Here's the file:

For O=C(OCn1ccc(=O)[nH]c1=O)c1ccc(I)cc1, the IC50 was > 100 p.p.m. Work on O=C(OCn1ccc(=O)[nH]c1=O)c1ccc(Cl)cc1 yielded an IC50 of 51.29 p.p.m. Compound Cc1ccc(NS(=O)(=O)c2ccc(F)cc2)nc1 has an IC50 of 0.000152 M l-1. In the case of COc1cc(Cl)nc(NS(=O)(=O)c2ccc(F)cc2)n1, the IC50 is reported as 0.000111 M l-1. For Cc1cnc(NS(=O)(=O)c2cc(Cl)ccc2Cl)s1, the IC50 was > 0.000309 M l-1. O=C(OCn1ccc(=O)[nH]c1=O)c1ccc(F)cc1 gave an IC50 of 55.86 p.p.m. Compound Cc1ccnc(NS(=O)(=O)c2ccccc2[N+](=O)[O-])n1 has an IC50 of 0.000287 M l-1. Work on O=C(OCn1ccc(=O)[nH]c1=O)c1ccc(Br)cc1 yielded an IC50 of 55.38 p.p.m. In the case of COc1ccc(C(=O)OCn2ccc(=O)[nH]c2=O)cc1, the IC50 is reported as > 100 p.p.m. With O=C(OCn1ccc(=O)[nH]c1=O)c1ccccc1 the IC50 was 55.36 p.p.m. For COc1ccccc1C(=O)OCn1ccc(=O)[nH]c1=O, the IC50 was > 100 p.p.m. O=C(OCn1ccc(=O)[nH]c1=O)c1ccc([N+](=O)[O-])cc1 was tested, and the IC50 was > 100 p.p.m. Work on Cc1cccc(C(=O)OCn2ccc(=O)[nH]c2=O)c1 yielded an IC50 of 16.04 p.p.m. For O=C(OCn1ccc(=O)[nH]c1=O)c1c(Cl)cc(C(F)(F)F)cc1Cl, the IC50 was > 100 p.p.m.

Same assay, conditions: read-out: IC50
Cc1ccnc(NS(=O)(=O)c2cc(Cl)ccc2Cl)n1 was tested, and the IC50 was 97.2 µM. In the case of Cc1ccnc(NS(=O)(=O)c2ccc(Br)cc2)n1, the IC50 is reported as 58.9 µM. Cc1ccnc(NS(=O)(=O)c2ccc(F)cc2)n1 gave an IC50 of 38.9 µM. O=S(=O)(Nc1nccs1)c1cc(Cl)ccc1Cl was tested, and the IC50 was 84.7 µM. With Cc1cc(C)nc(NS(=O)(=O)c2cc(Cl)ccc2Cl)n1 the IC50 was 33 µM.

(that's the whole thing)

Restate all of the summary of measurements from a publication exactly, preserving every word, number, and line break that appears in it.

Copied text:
For O=C(OCn1ccc(=O)[nH]c1=O)c1ccc(I)cc1, the IC50 was > 100 p.p.m. Work on O=C(OCn1ccc(=O)[nH]c1=O)c1ccc(Cl)cc1 yielded an IC50 of 51.29 p.p.m. Compound Cc1ccc(NS(=O)(=O)c2ccc(F)cc2)nc1 has an IC50 of 0.000152 M l-1. In the case of COc1cc(Cl)nc(NS(=O)(=O)c2ccc(F)cc2)n1, the IC50 is reported as 0.000111 M l-1. For Cc1cnc(NS(=O)(=O)c2cc(Cl)ccc2Cl)s1, the IC50 was > 0.000309 M l-1. O=C(OCn1ccc(=O)[nH]c1=O)c1ccc(F)cc1 gave an IC50 of 55.86 p.p.m. Compound Cc1ccnc(NS(=O)(=O)c2ccccc2[N+](=O)[O-])n1 has an IC50 of 0.000287 M l-1. Work on O=C(OCn1ccc(=O)[nH]c1=O)c1ccc(Br)cc1 yielded an IC50 of 55.38 p.p.m. In the case of COc1ccc(C(=O)OCn2ccc(=O)[nH]c2=O)cc1, the IC50 is reported as > 100 p.p.m. With O=C(OCn1ccc(=O)[nH]c1=O)c1ccccc1 the IC50 was 55.36 p.p.m. For COc1ccccc1C(=O)OCn1ccc(=O)[nH]c1=O, the IC50 was > 100 p.p.m. O=C(OCn1ccc(=O)[nH]c1=O)c1ccc([N+](=O)[O-])cc1 was tested, and the IC50 was > 100 p.p.m. Work on Cc1cccc(C(=O)OCn2ccc(=O)[nH]c2=O)c1 yielded an IC50 of 16.04 p.p.m. For O=C(OCn1ccc(=O)[nH]c1=O)c1c(Cl)cc(C(F)(F)F)cc1Cl, the IC50 was > 100 p.p.m.

Same assay, conditions: read-out: IC50
Cc1ccnc(NS(=O)(=O)c2cc(Cl)ccc2Cl)n1 was tested, and the IC50 was 97.2 µM. In the case of Cc1ccnc(NS(=O)(=O)c2ccc(Br)cc2)n1, the IC50 is reported as 58.9 µM. Cc1ccnc(NS(=O)(=O)c2ccc(F)cc2)n1 gave an IC50 of 38.9 µM. O=S(=O)(Nc1nccs1)c1cc(Cl)ccc1Cl was tested, and the IC50 was 84.7 µM. With Cc1cc(C)nc(NS(=O)(=O)c2cc(Cl)ccc2Cl)n1 the IC50 was 33 µM.